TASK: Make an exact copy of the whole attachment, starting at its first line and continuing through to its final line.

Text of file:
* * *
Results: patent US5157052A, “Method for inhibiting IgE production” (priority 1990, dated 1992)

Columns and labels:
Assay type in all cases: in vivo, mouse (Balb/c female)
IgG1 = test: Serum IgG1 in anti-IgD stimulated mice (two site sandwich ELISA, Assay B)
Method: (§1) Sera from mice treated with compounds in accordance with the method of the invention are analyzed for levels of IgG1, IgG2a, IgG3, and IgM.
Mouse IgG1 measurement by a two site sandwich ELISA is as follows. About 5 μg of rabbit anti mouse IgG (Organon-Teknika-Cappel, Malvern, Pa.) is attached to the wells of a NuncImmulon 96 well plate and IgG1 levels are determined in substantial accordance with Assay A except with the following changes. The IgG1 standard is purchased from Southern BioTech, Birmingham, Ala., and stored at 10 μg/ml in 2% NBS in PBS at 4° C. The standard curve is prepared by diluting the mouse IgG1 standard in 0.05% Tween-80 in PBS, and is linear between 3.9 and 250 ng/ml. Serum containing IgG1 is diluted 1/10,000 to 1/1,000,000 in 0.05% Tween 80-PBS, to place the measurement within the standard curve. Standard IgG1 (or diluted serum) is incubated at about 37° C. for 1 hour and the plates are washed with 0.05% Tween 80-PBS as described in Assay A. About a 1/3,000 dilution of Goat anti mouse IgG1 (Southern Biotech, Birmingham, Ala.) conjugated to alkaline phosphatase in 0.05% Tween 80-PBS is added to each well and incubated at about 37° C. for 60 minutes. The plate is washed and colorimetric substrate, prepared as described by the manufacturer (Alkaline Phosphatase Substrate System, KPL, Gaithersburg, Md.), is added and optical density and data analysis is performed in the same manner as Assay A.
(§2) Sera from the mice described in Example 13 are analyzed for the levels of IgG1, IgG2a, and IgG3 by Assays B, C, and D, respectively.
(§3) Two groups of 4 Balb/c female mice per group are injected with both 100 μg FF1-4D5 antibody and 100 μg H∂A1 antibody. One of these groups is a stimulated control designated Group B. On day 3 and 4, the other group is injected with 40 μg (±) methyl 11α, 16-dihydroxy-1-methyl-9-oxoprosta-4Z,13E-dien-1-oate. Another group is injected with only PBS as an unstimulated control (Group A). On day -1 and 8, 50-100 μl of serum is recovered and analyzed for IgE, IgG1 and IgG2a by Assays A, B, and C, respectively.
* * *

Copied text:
Results: patent US5157052A, “Method for inhibiting IgE production” (priority 1990, dated 1992)

Columns and labels:
Assay type in all cases: in vivo, mouse (Balb/c female)
IgG1 = test: Serum IgG1 in anti-IgD stimulated mice (two site sandwich ELISA, Assay B)
Method: (§1) Sera from mice treated with compounds in accordance with the method of the invention are analyzed for levels of IgG1, IgG2a, IgG3, and IgM.
Mouse IgG1 measurement by a two site sandwich ELISA is as follows. About 5 μg of rabbit anti mouse IgG (Organon-Teknika-Cappel, Malvern, Pa.) is attached to the wells of a NuncImmulon 96 well plate and IgG1 levels are determined in substantial accordance with Assay A except with the following changes. The IgG1 standard is purchased from Southern BioTech, Birmingham, Ala., and stored at 10 μg/ml in 2% NBS in PBS at 4° C. The standard curve is prepared by diluting the mouse IgG1 standard in 0.05% Tween-80 in PBS, and is linear between 3.9 and 250 ng/ml. Serum containing IgG1 is diluted 1/10,000 to 1/1,000,000 in 0.05% Tween 80-PBS, to place the measurement within the standard curve. Standard IgG1 (or diluted serum) is incubated at about 37° C. for 1 hour and the plates are washed with 0.05% Tween 80-PBS as described in Assay A. About a 1/3,000 dilution of Goat anti mouse IgG1 (Southern Biotech, Birmingham, Ala.) conjugated to alkaline phosphatase in 0.05% Tween 80-PBS is added to each well and incubated at about 37° C. for 60 minutes. The plate is washed and colorimetric substrate, prepared as described by the manufacturer (Alkaline Phosphatase Substrate System, KPL, Gaithersburg, Md.), is added and optical density and data analysis is performed in the same manner as Assay A.
(§2) Sera from the mice described in Example 13 are analyzed for the levels of IgG1, IgG2a, and IgG3 by Assays B, C, and D, respectively.
(§3) Two groups of 4 Balb/c female mice per group are injected with both 100 μg FF1-4D5 antibody and 100 μg H∂A1 antibody. One of these groups is a stimulated control designated Group B. On day 3 and 4, the other group is injected with 40 μg (±) methyl 11α, 16-dihydroxy-1-methyl-9-oxoprosta-4Z,13E-dien-1-oate. Another group is injected with only PBS as an unstimulated control (Group A). On day -1 and 8, 50-100 μl of serum is recovered and analyzed for IgE, IgG1 and IgG2a by Assays A, B, and C, respectively.